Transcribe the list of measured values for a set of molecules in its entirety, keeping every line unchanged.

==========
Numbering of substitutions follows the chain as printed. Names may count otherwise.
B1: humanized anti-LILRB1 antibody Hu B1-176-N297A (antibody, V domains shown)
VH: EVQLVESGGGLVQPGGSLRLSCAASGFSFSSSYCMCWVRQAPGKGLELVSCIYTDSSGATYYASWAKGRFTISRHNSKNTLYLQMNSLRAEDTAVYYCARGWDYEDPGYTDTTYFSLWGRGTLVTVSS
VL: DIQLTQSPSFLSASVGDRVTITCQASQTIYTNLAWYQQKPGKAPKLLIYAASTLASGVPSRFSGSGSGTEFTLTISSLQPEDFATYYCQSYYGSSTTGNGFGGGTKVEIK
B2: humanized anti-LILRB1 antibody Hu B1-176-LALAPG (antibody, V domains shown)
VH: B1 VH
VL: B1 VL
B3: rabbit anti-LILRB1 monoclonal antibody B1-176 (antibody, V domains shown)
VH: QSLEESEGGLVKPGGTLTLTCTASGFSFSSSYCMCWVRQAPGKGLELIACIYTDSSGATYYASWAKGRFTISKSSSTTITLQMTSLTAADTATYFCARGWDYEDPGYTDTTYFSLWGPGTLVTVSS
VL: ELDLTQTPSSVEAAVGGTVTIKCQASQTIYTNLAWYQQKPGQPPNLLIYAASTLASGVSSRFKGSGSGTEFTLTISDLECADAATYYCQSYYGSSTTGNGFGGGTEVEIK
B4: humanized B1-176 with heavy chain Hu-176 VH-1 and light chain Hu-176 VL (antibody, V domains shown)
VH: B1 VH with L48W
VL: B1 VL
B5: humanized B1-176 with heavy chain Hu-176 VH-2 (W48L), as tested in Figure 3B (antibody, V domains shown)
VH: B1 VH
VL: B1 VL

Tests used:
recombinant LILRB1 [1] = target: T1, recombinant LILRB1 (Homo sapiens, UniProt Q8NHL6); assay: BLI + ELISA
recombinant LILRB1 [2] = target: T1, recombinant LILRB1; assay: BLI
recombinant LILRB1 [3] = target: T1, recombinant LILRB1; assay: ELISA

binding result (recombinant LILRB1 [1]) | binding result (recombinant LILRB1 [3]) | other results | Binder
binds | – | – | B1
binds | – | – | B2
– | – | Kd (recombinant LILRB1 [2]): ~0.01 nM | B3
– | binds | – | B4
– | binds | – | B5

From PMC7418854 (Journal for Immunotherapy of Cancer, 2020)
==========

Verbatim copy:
Numbering of substitutions follows the chain as printed. Names may count otherwise.
B1: humanized anti-LILRB1 antibody Hu B1-176-N297A (antibody, V domains shown)
VH: EVQLVESGGGLVQPGGSLRLSCAASGFSFSSSYCMCWVRQAPGKGLELVSCIYTDSSGATYYASWAKGRFTISRHNSKNTLYLQMNSLRAEDTAVYYCARGWDYEDPGYTDTTYFSLWGRGTLVTVSS
VL: DIQLTQSPSFLSASVGDRVTITCQASQTIYTNLAWYQQKPGKAPKLLIYAASTLASGVPSRFSGSGSGTEFTLTISSLQPEDFATYYCQSYYGSSTTGNGFGGGTKVEIK
B2: humanized anti-LILRB1 antibody Hu B1-176-LALAPG (antibody, V domains shown)
VH: B1 VH
VL: B1 VL
B3: rabbit anti-LILRB1 monoclonal antibody B1-176 (antibody, V domains shown)
VH: QSLEESEGGLVKPGGTLTLTCTASGFSFSSSYCMCWVRQAPGKGLELIACIYTDSSGATYYASWAKGRFTISKSSSTTITLQMTSLTAADTATYFCARGWDYEDPGYTDTTYFSLWGPGTLVTVSS
VL: ELDLTQTPSSVEAAVGGTVTIKCQASQTIYTNLAWYQQKPGQPPNLLIYAASTLASGVSSRFKGSGSGTEFTLTISDLECADAATYYCQSYYGSSTTGNGFGGGTEVEIK
B4: humanized B1-176 with heavy chain Hu-176 VH-1 and light chain Hu-176 VL (antibody, V domains shown)
VH: B1 VH with L48W
VL: B1 VL
B5: humanized B1-176 with heavy chain Hu-176 VH-2 (W48L), as tested in Figure 3B (antibody, V domains shown)
VH: B1 VH
VL: B1 VL

Tests used:
recombinant LILRB1 [1] = target: T1, recombinant LILRB1 (Homo sapiens, UniProt Q8NHL6); assay: BLI + ELISA
recombinant LILRB1 [2] = target: T1, recombinant LILRB1; assay: BLI
recombinant LILRB1 [3] = target: T1, recombinant LILRB1; assay: ELISA

binding result (recombinant LILRB1 [1]) | binding result (recombinant LILRB1 [3]) | other results | Binder
binds | – | – | B1
binds | – | – | B2
– | – | Kd (recombinant LILRB1 [2]): ~0.01 nM | B3
– | binds | – | B4
– | binds | – | B5

From PMC7418854 (Journal for Immunotherapy of Cancer, 2020)